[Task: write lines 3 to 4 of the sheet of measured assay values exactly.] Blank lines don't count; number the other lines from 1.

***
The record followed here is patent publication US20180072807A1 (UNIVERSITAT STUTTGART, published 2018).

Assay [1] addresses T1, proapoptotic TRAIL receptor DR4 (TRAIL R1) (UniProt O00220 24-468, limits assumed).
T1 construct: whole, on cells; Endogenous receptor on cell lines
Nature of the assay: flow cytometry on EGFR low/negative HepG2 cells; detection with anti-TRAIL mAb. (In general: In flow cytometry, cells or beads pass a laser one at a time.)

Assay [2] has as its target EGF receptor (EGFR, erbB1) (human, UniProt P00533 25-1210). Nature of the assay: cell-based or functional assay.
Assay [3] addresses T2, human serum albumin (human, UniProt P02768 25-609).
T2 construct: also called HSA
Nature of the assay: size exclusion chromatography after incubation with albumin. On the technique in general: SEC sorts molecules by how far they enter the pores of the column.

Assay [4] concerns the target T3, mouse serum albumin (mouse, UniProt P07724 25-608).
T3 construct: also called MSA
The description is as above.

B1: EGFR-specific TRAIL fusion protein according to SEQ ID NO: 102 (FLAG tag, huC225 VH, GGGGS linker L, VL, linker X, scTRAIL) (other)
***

T1 construct: whole, on cells; Endogenous receptor on cell lines
Nature of the assay: flow cytometry on EGFR low/negative HepG2 cells; detection with anti-TRAIL mAb. (In general: In flow cytometry, cells or beads pass a laser one at a time.)